Varieties of failure (of warrant transmission: what else?!)

Synthese 189 (2):235-254 (2012)
Abstract
In the contemporary expanding literature on transmission failure and its connections with issues such as the Closure principle, the nature of perceptual warrant, Moore’s proof of an external world and the effectiveness of Humean scepticism, it has often been assumed that there is just one kind of it: the one made familiar by the writings of Crispin Wright and Martin Davies. Although it might be thought that one kind of failure is more than enough, Davies has recently challenged this view: apparently, there are more ways in heaven and earth that warrant can fail to transmit across valid inference from one (set of) belief(s) to another, than have been dreamt of in philosophy so far. More specifically, Davies thinks that a second kind of transmission failure has to be countenanced. He connects each kind of failure of transmission of warrant with two different kinds of epistemic project, respectively, and with the exploration of whether the current dispute between conservatives such as Wright, and liberals such as Jim Pryor, on the nature of perceptual warrant, would have a bearing on them. I point out why Davies’s second kind of transmission failure is indeed no such thing. I then move on to canvass another kind of transmission failure, different from the one studied by both Wright and Davies, and dependent on an alternative conception of the structure of empirical warrants, which I dub “moderatism”. I then consider how this alternative notion of transmission failure fares with respect to Moore’s proof, its relationship with Wright’s kind of transmission failure and with the Closure principle. In closing, I defend it from criticisms that can be elicited from Pryor’s recent work.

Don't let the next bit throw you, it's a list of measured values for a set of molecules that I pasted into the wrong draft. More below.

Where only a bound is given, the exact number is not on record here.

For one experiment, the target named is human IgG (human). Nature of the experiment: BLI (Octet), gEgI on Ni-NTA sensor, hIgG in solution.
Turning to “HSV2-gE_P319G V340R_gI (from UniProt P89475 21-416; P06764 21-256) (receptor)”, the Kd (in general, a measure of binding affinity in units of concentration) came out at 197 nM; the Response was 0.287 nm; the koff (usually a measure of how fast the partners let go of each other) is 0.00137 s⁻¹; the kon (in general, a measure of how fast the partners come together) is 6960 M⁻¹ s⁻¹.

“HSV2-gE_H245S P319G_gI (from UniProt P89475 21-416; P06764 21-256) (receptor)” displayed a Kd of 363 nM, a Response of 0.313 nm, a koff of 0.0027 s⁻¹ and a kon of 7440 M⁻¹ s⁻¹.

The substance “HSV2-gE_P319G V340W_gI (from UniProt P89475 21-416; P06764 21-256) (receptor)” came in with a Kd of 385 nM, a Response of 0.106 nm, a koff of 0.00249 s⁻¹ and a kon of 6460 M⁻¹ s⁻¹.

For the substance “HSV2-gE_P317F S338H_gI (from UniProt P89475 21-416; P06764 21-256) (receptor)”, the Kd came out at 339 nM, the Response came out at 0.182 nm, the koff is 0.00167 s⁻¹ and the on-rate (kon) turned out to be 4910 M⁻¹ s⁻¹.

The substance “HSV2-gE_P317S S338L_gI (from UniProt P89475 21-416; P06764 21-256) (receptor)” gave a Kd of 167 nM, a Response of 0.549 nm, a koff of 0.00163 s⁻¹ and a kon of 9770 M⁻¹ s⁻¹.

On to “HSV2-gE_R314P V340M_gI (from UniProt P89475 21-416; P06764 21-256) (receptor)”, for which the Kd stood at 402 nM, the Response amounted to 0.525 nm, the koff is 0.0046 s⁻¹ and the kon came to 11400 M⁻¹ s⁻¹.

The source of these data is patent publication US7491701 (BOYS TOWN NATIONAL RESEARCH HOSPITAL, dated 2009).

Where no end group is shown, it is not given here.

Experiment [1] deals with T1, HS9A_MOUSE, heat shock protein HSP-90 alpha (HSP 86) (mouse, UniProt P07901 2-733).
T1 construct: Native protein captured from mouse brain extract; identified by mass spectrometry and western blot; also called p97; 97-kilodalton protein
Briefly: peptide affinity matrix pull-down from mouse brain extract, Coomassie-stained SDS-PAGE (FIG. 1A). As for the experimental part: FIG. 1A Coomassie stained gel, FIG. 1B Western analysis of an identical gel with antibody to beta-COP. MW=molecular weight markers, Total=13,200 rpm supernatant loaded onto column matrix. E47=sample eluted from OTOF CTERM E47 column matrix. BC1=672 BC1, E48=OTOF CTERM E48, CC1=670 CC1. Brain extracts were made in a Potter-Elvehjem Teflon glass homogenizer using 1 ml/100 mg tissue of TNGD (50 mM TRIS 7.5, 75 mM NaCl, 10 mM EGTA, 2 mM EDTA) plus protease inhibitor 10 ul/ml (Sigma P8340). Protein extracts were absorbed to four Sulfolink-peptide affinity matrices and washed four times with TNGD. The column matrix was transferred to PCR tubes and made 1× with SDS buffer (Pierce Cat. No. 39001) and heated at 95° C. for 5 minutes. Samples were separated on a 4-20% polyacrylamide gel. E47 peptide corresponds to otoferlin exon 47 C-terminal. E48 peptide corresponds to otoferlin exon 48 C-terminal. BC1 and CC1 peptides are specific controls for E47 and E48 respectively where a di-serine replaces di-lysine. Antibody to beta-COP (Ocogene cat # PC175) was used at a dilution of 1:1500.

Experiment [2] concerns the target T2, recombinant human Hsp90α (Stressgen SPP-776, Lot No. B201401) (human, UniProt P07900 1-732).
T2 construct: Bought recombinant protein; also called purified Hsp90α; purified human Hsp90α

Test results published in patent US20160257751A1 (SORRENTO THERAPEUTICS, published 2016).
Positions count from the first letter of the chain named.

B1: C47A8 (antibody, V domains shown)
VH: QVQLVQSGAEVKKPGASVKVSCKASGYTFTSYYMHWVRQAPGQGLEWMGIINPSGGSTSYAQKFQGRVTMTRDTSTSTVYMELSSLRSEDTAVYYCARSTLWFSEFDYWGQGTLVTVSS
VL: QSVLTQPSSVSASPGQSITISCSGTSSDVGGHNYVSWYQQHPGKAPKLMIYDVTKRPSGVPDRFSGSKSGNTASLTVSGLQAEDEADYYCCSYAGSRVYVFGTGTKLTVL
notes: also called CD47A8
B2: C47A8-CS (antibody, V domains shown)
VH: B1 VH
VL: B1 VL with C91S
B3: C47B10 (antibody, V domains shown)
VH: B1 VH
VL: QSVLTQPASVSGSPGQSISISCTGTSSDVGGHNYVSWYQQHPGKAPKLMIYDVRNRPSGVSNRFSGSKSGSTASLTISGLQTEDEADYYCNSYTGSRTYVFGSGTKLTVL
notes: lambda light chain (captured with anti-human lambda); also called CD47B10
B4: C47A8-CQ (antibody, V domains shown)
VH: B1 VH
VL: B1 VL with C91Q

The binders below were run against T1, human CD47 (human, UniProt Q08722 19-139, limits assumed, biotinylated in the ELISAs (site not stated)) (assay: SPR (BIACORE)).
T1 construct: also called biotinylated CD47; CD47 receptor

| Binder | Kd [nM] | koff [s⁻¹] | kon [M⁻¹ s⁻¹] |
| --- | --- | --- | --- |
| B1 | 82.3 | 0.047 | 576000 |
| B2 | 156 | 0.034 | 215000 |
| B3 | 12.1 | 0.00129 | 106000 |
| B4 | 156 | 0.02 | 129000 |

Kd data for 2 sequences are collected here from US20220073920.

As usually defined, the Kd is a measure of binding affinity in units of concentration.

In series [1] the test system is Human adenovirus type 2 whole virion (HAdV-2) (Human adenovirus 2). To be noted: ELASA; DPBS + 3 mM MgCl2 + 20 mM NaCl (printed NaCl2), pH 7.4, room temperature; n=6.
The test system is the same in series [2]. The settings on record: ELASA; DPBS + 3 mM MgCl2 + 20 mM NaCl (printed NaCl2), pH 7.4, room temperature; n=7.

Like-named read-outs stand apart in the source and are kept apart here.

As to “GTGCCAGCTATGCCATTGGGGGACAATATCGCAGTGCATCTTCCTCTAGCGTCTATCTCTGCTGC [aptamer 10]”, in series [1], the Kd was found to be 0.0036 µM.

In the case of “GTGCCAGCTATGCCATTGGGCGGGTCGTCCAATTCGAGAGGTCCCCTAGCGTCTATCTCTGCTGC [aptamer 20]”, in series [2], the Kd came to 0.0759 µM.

Keywords Moderatism  Transmission failures  Closure principle  Crispin Wright  Jim Pryor
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DOI 10.1007/s11229-011-0006-6
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References found in this work BETA
The Skeptic and the Dogmatist.James Pryor - 2000 - Noûs 34 (4):517–549.
Warrant for Nothing (and Foundations for Free)?Crispin Wright - 2004 - Aristotelian Society Supplementary Volume 78 (1):167–212.
What's Wrong with Moore's Argument?James Pryor - 2004 - Philosophical Issues 14 (1):349–378.
The Realm of Reason.Christopher Peacocke - 2003 - Oxford University Press.
Epistemic Operators.Fred I. Dretske - 1970 - Journal of Philosophy 67 (24):1007-1023.

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Citations of this work BETA
On the Truth-Conduciveness of Coherence.William Roche - 2014 - Erkenntnis 79 (S3):647-665.
Extended Rationality: Some Queries About Warrant, Epistemic Closure, Truth and Scepticism.Giorgio Volpe - 2017 - International Journal for the Study of Skepticism 7 (4):258-271.

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